On falling for an indie label’s entire roster
The last time this happened to me, it came from Hush Records. The Portland-based indie dropped Laura Gibson, Shelley Short, Loch Lomond, Nick Jaina, and Norfolk and Western on me one after the other. Boom! Bap! Splat! Like a hail storm of inventive songwriting. It’s what cottoned me to the peculiar and ever-prolific music scene just two hours down the highway from here, and it was maybe three years ago.
Since then – despite consistent evidence to the contrary from Red House, Bloodshot, Rounder, Lost Highway, etc. – I’ve somehow come up with this crazy idea that labels really aren’t where it’s at anymore. Even as SubPop and Hardly Art carry the torch right here in my own backyard. Perhaps it’s because I find my music from such strange and farflung sources these days, rarely taking only the word of all the kind and awesome label reps I’ve come to know well via email. Even when a trusted label rep (not an oxymoron in this genre) insists I’m going to love something, I immediately turn to the Googles and see what I can turn up before making the decision to even listen. It’s weird and backwards, but that’s the world we live in.
So it’s notable that today I’ve gotten lost in the sonic spiral of Dead Oceans Records. I don’t think I’ve ever received a single press release from these guys, nor a review copy seeking coverage. But I wandered into a Bowerbirds set at SXSW and loved it. I’ve heard the interminable buzz surrounding Akron/Family, have always loved John Vanderslice. Recently, through some strange wormhole the likes of which I can’t even recall much less explain, I wound up on Citay’s MySpace page for a good half-day of listening to the handful of songs there on a loop. Friday, I hooked myself hard on Phosphorescent, and today I’m stuck on the Tallest Man on Earth. I think that constitutes somewhat of a serial killing, if you will (I’ve been watching Dexter), of good music.
Because I’m in a “talking about music is like dancing about architecture” mood today, I’ll (more or less) stop with the words and give you some videos so you know what I’m talking about:
TALLEST MAN ON EARTH
This guy reminds me of early Dan Bern somehow, though he doesn’t quite possess Bern’s trademark snark and sarcasm (both quite difficult to pull off in song). I think it’s just the aesthetic of raspy-voiced wit. This guy’s lyrics flow so easily into poetry that a line like “In that land there’s a winter / in that winter is a day / in that day there’s a moment when it all goes your way” drops so easy, you almost miss how great it is. I’d almost think that was a shame if everything about the songs didn’t stir me so hard. Here he is live on KEXP:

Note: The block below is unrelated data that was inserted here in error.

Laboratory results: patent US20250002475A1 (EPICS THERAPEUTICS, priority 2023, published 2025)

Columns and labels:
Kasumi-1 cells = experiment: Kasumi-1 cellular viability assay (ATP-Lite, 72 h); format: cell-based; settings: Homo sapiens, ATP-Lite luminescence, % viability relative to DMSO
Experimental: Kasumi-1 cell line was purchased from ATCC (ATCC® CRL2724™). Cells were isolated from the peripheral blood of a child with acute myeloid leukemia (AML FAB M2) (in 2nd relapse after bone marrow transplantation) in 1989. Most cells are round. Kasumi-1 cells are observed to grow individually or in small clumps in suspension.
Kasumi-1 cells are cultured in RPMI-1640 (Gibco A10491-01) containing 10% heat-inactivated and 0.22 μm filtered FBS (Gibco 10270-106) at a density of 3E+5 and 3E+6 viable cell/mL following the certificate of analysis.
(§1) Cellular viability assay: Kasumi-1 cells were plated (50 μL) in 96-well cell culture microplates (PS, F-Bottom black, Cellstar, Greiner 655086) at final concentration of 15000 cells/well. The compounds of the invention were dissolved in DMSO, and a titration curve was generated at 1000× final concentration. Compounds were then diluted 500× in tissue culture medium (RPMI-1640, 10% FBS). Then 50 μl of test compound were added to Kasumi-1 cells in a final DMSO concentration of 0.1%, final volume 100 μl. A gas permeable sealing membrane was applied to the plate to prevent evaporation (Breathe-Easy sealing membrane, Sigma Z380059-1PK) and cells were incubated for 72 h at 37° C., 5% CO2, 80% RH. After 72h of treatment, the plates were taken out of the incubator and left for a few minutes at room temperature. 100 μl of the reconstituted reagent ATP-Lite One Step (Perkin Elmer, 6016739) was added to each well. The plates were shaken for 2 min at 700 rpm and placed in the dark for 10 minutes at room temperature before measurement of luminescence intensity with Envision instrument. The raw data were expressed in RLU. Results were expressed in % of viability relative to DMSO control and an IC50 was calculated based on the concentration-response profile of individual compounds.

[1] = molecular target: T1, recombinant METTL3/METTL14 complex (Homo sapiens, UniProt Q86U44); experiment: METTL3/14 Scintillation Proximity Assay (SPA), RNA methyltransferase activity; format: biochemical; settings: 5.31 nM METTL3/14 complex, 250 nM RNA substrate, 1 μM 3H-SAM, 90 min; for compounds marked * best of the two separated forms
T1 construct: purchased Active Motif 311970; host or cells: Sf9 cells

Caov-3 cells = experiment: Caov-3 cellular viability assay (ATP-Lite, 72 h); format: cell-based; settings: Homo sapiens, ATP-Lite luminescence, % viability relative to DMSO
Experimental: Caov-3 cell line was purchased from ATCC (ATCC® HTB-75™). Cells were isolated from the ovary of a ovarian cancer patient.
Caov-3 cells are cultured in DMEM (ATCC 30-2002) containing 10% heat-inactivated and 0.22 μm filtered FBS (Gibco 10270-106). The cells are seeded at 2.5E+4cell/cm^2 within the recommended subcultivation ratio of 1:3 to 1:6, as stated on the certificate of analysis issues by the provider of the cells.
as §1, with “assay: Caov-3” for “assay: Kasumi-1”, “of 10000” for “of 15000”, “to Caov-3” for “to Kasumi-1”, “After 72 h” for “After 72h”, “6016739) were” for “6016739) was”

Matthew Houck isn’t the world’s greatest singer, but then who needs that all the time? Quiet, sad, rainy, and all full of fog, Houck’s songs break my heart. I don’t even think all of them are that sad. They’re no Bon Iver. But there’s something passionately resigned about them. Something like the songs are sitting back in the truck watching the whole dirty thing go down. Something David Bazan-ish. Something even occasionally Neil Young-y…if you’re a comparison shopper.
I’m not usually a fan of this aesthetic – there’s no silence in these songs. It’s like someone just tossed a blanket of pedal tones over the whole thing, burying the song back behind a constant electric guitar din. But there’s something about Citay I love. I haven’t figured out what, precisely. It’s industrial and metallic, cold and wet, like walking past dead winter trees toward the canal, bundled and broke. It’s probably great if you’re on something. It’s also not really Americana, but if I like it, there are probably others out there who will too.
I’m still having a hard time accepting that this band isn’t from Portland. They could move to Portland tomorrow and do quite well for themselves in that town. I don’t know what else to say about that, other than I mean that as a compliment.
There’s more than that, of course, but how many videos can one post possibly hold? (Actual answer: probably far more than four.) You can explore their full roster for yourself if you so desire. Or just tell me what you’re listening to that I need to hear…